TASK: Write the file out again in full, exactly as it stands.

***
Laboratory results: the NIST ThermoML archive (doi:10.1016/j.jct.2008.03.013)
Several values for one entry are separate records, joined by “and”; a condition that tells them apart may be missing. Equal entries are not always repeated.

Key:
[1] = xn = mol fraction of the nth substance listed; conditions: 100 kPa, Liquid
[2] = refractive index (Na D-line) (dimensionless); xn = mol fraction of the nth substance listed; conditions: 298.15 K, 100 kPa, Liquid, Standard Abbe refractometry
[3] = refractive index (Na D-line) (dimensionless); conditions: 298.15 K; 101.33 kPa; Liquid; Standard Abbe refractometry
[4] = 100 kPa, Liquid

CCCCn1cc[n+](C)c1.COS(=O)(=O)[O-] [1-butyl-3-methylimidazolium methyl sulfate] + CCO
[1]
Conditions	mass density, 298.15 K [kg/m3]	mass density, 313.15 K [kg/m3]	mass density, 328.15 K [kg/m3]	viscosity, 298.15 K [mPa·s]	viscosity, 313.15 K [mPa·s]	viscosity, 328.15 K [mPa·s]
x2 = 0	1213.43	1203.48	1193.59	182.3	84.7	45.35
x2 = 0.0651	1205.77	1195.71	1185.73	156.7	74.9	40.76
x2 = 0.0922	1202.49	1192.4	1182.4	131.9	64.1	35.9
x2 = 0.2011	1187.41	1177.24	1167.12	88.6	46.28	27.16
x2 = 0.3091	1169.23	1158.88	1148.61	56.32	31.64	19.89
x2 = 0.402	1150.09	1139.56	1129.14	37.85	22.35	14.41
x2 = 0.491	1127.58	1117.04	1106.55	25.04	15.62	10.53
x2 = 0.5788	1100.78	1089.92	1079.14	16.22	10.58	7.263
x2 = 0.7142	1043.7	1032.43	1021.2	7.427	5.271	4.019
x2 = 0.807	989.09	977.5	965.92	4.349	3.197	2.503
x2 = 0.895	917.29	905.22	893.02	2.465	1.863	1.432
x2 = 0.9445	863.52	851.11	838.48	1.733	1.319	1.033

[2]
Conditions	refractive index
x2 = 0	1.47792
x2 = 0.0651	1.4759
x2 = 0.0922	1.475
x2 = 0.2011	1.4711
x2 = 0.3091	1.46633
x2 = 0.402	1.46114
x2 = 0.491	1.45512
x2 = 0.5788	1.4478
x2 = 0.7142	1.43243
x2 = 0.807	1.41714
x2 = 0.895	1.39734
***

Laboratory results: the NIST ThermoML archive (doi:10.1016/j.jct.2008.03.013)
Several values for one entry are separate records, joined by “and”; a condition that tells them apart may be missing. Equal entries are not always repeated.

Key:
[1] = xn = mol fraction of the nth substance listed; conditions: 100 kPa, Liquid
[2] = refractive index (Na D-line) (dimensionless); xn = mol fraction of the nth substance listed; conditions: 298.15 K, 100 kPa, Liquid, Standard Abbe refractometry
[3] = refractive index (Na D-line) (dimensionless); conditions: 298.15 K; 101.33 kPa; Liquid; Standard Abbe refractometry
[4] = 100 kPa, Liquid

CCCCn1cc[n+](C)c1.COS(=O)(=O)[O-] [1-butyl-3-methylimidazolium methyl sulfate] + CCO
[1]
Conditions	mass density, 298.15 K [kg/m3]	mass density, 313.15 K [kg/m3]	mass density, 328.15 K [kg/m3]	viscosity, 298.15 K [mPa·s]	viscosity, 313.15 K [mPa·s]	viscosity, 328.15 K [mPa·s]
x2 = 0	1213.43	1203.48	1193.59	182.3	84.7	45.35
x2 = 0.0651	1205.77	1195.71	1185.73	156.7	74.9	40.76
x2 = 0.0922	1202.49	1192.4	1182.4	131.9	64.1	35.9
x2 = 0.2011	1187.41	1177.24	1167.12	88.6	46.28	27.16
x2 = 0.3091	1169.23	1158.88	1148.61	56.32	31.64	19.89
x2 = 0.402	1150.09	1139.56	1129.14	37.85	22.35	14.41
x2 = 0.491	1127.58	1117.04	1106.55	25.04	15.62	10.53
x2 = 0.5788	1100.78	1089.92	1079.14	16.22	10.58	7.263
x2 = 0.7142	1043.7	1032.43	1021.2	7.427	5.271	4.019
x2 = 0.807	989.09	977.5	965.92	4.349	3.197	2.503
x2 = 0.895	917.29	905.22	893.02	2.465	1.863	1.432
x2 = 0.9445	863.52	851.11	838.48	1.733	1.319	1.033

[2]
Conditions	refractive index
x2 = 0	1.47792
x2 = 0.0651	1.4759
x2 = 0.0922	1.475
x2 = 0.2011	1.4711
x2 = 0.3091	1.46633
x2 = 0.402	1.46114
x2 = 0.491	1.45512
x2 = 0.5788	1.4478
x2 = 0.7142	1.43243
x2 = 0.807	1.41714
x2 = 0.895	1.39734